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CHI 2010 Student Design Competition

CHI 2010 Student Design Competition

Certificate of Recognition in the CHI 2010 conference

Competition is over

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  • Description

    The competition is aimed at meeting three goals:

    • Provide an opportunity for students from a variety of design backgrounds (HCI, industrial design, product design, visual design, etc.) to participate in CHI and demonstrate their problem solving and design skills in an international competition against their peers.
    • Provide CHI attendees with refreshing perspectives on how design teams from different disciplines and different parts of the world approach a common design problem.
    • Provide CHI attendees with a chance to meet future professionals in our area, and provide competition participants with an opportunity to network with experienced HCI and Design professionals.

    The Design Problem

    This years challenge is to design an object, interface, system, or service intended to encourage people to take a walk. Use methods of ethnography and contextual research to understand the problem space, and develop user-centered design solutions to support, assist, enhance or otherwise benefit your target audience. Your solution should address one main theme that encourages people to walk such as health, enjoyment, sustainability, community, or commuting. However, whatever the focus, the solution must clearly illustrate positive value of walking to both the walker and impact to the locale that the walking will take place. Hopefully, you will discover as you delve into this challenge that there are many benefits to encouraging people to take a walk, and consequently create other unintended side-effects such as to get individuals to slow down and pay attention to the world in front of them.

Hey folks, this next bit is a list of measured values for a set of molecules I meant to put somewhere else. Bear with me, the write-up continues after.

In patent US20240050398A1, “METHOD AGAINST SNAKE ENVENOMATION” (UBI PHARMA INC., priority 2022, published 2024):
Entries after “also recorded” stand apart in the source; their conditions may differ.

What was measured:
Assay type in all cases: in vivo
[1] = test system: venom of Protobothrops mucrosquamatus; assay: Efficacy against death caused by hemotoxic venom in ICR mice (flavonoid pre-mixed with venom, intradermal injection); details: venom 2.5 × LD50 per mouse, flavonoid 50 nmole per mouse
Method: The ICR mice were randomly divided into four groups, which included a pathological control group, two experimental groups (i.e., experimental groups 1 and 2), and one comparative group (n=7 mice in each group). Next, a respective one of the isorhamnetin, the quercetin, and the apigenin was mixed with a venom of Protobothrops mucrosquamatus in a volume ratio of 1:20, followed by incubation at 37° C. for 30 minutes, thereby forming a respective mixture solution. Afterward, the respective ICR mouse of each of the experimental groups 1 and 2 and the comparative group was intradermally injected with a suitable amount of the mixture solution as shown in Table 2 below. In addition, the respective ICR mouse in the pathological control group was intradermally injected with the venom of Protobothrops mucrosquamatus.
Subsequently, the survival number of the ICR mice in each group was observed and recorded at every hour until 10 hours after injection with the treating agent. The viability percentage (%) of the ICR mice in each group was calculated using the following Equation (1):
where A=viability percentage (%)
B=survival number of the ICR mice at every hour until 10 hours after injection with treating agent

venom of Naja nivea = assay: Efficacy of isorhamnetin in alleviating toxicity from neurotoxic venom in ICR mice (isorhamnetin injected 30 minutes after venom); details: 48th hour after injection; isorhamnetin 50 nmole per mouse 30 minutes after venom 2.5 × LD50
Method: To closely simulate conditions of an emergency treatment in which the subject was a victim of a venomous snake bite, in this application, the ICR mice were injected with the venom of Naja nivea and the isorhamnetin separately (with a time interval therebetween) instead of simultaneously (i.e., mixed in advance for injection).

To enter the competition, student teams may present either a concept (a clear, detailed design specification that can be taken to prototype), or a fully realized prototype. Either way, teams must clearly illustrate their design decisions and demonstrate the user centered design processes that have been followed. Additionally, as this problem has a broad cultural and social focus, "system design thinking" is encouraged. We strongly encourage consideration of:

    • Previous work in this area and in adjacent areas
    • Ethnography and contextual research to ground your design decisions
    • Elaboration of methods for evaluating your designs within your iterative design framework




  • Organizer

    CHI (ACM Conference on Human Factors in Computing Systems)


  • Categories

    Arts & Design




    Undergraduate level
    Graduate level



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